On the Reservation: From Desolate Spaces to Heavenly Places

 In All Church of God, Central

Photo: Dry desert landscape typifies much of the Navajo Reservation, on which the Church of God has an outreach at Klagetoh, Arizona.

By Carl Stagner

Time, drought, and poverty have caked layers of dust and grime between a toddler’s bruised and blistered toes. The boy’s father, unemployed for five years, is draped across a tear-stained sofa, too hung over to care. Across the mother’s wrinkled face, a blank stare speaks volumes. This is desolation on the reservation in America. Widespread addiction, abuse, and apathy have afflicted much of the Native American society. In Jesus Christ, hurt is met with hope and healing. Through the Church of God, renewed efforts are underway to take the hope of Jesus Christ to the often forgotten far reaches of our land. Great strides toward strengthening existing ministry and inspiring new outreach were made in January when leaders of the American Indian Council and devoted friends of Native American Ministries met together in Rapid City, South Dakota.

Handel Smith, chief domestic officer for Church of God Ministries (CGM), joined CGM’s Ryan Chapman for the meeting scheduled to foster much-needed dialogue about the state of Native American Ministries. Handel witnessed firsthand some of the conditions ministry leaders are up against. “The devastation in that community is generational, and actually quite difficult to describe,” he explains. “There’s a sense of hopelessness and spiritual brokenness that is pervasive. The suicide rate among the young people is the highest in the nation. DUI is the number one cause of death in this community. And the number of children who have been molested within their household is staggering. To complicate matters, there’s an average of ten to fifteen individuals in each of those households. It is documented as one of the poorest areas of indigenous groups in the United States.”Rapid_City_Meeting_AIC_HandelSmith_FORWEB

Town Center Community Church of God in Marietta, Georgia, is one of many congregations that regularly support ministry to Native Americans. One leader in the Marietta congregation has developed a long-term relationship with the Native American community of Allen, South Dakota. For eight years, she’s traveled there to fight hopelessness, alcoholism, and joblessness. Each December, she brings shoeboxes full of toys and hygiene supplies to the children of the community. Her biggest project is putting unemployed residents back to work. From helping find a storefront for a bakery, to getting a craft store off the ground, to promoting a silk screen business—Janice Turner has gone the extra mile to effect substantial and sustainable change in Allen. “It’s all God, and it baffles me. I’m way over here in Atlanta, and sometimes I look up at God and say, ‘Are you kidding? You want me to do what?’” Just last May, she spent four weeks going door to door, spreading the hope of the gospel to the Allen community.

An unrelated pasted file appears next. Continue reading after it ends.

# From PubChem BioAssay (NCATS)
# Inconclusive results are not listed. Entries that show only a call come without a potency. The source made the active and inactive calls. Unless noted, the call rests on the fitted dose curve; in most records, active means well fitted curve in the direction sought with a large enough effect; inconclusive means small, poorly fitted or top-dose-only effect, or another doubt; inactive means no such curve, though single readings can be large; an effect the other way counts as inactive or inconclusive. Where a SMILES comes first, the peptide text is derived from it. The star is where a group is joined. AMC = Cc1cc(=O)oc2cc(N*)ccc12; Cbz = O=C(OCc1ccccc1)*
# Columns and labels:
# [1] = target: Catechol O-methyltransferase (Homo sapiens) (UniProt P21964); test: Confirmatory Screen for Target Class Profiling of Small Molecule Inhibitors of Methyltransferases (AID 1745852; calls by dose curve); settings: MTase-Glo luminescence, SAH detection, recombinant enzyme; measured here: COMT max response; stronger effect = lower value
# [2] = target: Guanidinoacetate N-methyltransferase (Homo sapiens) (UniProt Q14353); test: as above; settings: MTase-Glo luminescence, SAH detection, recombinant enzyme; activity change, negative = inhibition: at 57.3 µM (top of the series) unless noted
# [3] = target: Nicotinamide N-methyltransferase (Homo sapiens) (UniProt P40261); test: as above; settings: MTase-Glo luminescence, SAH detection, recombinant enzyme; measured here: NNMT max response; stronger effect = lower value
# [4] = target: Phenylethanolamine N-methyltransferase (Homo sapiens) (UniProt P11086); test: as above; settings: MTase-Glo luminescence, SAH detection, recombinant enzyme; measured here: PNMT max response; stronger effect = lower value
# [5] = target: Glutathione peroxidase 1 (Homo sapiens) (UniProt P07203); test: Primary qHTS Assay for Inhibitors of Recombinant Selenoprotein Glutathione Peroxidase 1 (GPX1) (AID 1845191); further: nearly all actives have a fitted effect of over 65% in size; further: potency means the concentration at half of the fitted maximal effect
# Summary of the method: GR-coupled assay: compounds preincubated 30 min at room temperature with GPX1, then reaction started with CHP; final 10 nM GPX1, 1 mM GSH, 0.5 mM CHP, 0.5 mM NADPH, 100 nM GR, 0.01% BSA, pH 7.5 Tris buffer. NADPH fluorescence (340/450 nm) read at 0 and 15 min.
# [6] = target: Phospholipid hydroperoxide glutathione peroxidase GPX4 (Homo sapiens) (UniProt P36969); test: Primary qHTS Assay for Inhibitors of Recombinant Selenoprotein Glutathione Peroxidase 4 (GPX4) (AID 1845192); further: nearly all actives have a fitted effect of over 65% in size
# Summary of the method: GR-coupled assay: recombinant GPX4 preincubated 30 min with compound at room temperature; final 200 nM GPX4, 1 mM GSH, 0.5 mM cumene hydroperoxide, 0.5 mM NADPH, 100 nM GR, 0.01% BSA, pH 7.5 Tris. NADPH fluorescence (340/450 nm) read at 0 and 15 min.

Janice’s story was one of several powerful stories shared at January’s meeting in Rapid City. Former missionaries Sherman and Kay Critser, who now pastor the Intercultural Chapel in Scottsbluff, Nebraska, also support leadership development at each of the Church of God Native American ministry locations. They joined Handel Smith and Ryan Chapman to also listen to the concerns of our Native American ministry leaders and longtime supporters to better assess needs. Through prayer, worship, and focused discussion, ideas were generated to facilitate improved ministry. Following the strategy sessions, all who had gathered participated in a training experience to implement Celebrate Recovery in their respective regions. “We listened to pain; we listened to celebrations; we witnessed tears; we heard the voice of God,” Handel recalls. “We were then able to acknowledge the significance of the vision of Church of God Ministries to want to change the world by making Jesus the subject. We conducted a SWOB analysis—determining strengths, weaknesses, opportunities, and barriers—and established three to four key initiatives for each reservation to address those weakness and opportunities.”

Through the discussion, the group also developed a brand new mission for Native American Ministries: “Expressing the love of God by practicing the ministry of presence, building meaningful relationship, loving without hurting, and working and partnering to disciple the lost.” Handel reflects, “The ministry of presence was one area that really stuck with me. Pastor Don Mink and his team introduced us to this concept that emphasizes evangelism that happens just by being there for people on a daily basis. Because the school system lacks transportation for the children, the church has taken on the responsibility of transporting children every day to and from school. Furthermore, because transportation and finances are lacking for parents, the church also provides transportation for them to get to and from work! Don and his team are up at 5:30 in the morning to take children to school, and they are still working at 6:30 in the evening, picking up parents from work.”

Please pray for the vital work of the Church of God to our Native American brothers and sisters. Your involvement is vital to the advancement of God’s kingdom among our Native American brothers and sisters. Recovery programs, children’s ministries, economic development initiatives, and other missions projects are made possible by the support of individuals and local congregations. For more information, contact Ryan Chapman at RChapman@chog.org, or 800-848-2464, ext. 2189. Project #43.44301.

Learn more about the Church of God at www.JesusIsTheSubject.org.

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